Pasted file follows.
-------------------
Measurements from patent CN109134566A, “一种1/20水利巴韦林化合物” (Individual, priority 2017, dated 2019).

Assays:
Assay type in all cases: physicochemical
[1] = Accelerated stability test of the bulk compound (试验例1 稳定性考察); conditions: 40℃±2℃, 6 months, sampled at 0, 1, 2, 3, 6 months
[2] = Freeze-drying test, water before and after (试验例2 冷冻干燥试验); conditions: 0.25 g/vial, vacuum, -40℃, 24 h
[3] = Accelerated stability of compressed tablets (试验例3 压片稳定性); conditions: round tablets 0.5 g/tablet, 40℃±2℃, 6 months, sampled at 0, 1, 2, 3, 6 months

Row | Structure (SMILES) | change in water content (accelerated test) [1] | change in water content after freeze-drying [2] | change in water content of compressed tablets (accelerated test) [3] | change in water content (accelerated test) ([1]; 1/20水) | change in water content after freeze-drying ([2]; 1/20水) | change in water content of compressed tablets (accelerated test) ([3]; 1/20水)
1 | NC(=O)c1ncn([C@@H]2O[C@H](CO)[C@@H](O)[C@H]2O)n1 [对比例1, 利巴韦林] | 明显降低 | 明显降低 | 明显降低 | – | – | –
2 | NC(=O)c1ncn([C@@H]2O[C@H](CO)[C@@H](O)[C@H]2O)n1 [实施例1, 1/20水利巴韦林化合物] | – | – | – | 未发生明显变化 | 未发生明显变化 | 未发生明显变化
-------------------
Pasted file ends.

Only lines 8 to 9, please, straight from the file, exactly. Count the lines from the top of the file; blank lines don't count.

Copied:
1 | NC(=O)c1ncn([C@@H]2O[C@H](CO)[C@@H](O)[C@H]2O)n1 [对比例1, 利巴韦林] | 明显降低 | 明显降低 | 明显降低 | – | – | –
2 | NC(=O)c1ncn([C@@H]2O[C@H](CO)[C@@H](O)[C@H]2O)n1 [实施例1, 1/20水利巴韦林化合物] | – | – | – | 未发生明显变化 | 未发生明显变化 | 未发生明显变化